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. Annual report. Agricultural education. 1888.] PUBLIC DOCUMENT —No. 31. 101 Palpi filiform, slightly elongated, the last joint not dilated. Antennae very long and tapering. Pronotum elongated, very narrow, contracted in front, with the hinder border nearly straight. Wing covers large, reaching beyond the end of the abdomen. Wings often prolonged. Legs slender, and moderately long. Tibiae all longer than the femora, those of the first two pairs with- out spurs at the end; the first pair somewhat dilated above the middle, where they are provided with a little " drum" or auditory sac o

. Annual report. Agricultural education. 1888.] PUBLIC DOCUMENT —No. 31. 101 Palpi filiform, slightly elongated, the last joint not dilated. Antennae very long and tapering. Pronotum elongated, very narrow, contracted in front, with the hinder border nearly straight. Wing covers large, reaching beyond the end of the abdomen. Wings often prolonged. Legs slender, and moderately long. Tibiae all longer than the femora, those of the first two pairs with- out spurs at the end; the first pair somewhat dilated above the middle, where they are provided with a little " drum" or auditory sac o Stock Photo
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Library Book Collection / Alamy Stock Photo

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RMAKRJ

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7.1 MB (154.2 KB Compressed download)

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1381 x 1809 px | 23.4 x 30.6 cm | 9.2 x 12.1 inches | 150dpi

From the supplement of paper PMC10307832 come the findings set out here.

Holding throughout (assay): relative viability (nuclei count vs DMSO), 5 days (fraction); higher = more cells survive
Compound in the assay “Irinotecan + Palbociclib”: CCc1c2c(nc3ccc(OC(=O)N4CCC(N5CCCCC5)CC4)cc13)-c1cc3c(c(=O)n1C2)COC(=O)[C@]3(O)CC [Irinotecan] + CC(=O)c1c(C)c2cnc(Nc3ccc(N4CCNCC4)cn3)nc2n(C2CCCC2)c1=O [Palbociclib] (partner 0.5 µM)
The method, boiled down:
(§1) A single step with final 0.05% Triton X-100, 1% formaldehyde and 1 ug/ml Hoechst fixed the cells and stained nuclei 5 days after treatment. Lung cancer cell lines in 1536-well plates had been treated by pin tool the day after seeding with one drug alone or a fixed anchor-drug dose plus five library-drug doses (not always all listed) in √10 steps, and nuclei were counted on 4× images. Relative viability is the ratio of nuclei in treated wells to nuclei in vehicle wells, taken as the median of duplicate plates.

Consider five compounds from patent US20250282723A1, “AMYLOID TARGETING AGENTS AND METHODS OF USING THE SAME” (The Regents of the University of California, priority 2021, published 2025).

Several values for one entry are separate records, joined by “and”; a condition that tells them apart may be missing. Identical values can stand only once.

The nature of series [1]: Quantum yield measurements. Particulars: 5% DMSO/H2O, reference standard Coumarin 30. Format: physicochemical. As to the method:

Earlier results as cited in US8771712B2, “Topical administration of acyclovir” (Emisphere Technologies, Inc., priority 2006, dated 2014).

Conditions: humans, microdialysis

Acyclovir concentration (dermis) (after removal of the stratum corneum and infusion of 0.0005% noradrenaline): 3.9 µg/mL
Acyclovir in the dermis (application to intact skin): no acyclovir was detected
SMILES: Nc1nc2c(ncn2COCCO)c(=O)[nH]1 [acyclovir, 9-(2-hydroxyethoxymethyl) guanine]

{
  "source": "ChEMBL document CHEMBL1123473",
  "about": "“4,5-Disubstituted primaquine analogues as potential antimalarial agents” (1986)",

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. Annual report. Agricultural education. 1888.] PUBLIC DOCUMENT —No. 31. 101 Palpi filiform, slightly elongated, the last joint not dilated. Antennae very long and tapering. Pronotum elongated, very narrow, contracted in front, with the hinder border nearly straight. Wing covers large, reaching beyond the end of the abdomen. Wings often prolonged. Legs slender, and moderately long. Tibiae all longer than the femora, those of the first two pairs with- out spurs at the end; the first pair somewhat dilated above the middle, where they are provided with a little " drum" or auditory sac on each side. Hind femora slightly swollen; tibiae more or less spiny; tarsi with a pair of unequal spurs at the end of the first joint. Abdomen comparatively slim, armed at the end with a pair of tapering, jointed, and hairy cerci, which are of about the same length as the abdomen. OEcanthus niveus. Serville. Tree Cricket. (Fig. 7, male; Fig. 8, female.) Length, about three-fourths of an inch to the ends of the closed wings. Color, pale whitish green, often changing to a lighter or darker brown, frequently with brownish stripes on the head. Two short black lines, one beyond the other, on the under side of the base of the antennae. These insects arrive at maturity in the autumn, when the singing or shrilling of the males may be heard. After pairing, the female forces her ovipositor into the tender canes or branches of (Ecanthns niveus. the raspberry, grape, plum, peach and other Male. trees, depositing her eggs in a series, as shown in Fig. 9. The canes are weakened in this way, and break down easily. The eggs hatch in the early part of the next summer, and the young feed at first on plant lice, and later in the season on the ripe fruits. The infested canes may be cut ascJhui niveu-. off and burned late in the fall or Female, side view, early in the spring; and the mature insects ma}7 be killed in the fall by jarring the bushes on which they collect, causing them to fall to th

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